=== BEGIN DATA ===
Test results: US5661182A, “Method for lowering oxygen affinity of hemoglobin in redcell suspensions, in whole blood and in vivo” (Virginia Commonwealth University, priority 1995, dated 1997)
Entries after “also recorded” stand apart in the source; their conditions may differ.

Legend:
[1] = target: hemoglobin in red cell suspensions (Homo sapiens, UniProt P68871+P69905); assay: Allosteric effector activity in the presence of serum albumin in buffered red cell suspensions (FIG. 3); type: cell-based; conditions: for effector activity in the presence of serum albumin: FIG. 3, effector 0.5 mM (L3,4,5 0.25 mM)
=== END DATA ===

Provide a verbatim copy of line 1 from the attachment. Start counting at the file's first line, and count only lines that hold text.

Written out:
Test results: US5661182A, “Method for lowering oxygen affinity of hemoglobin in redcell suspensions, in whole blood and in vivo” (Virginia Commonwealth University, priority 1995, dated 1997)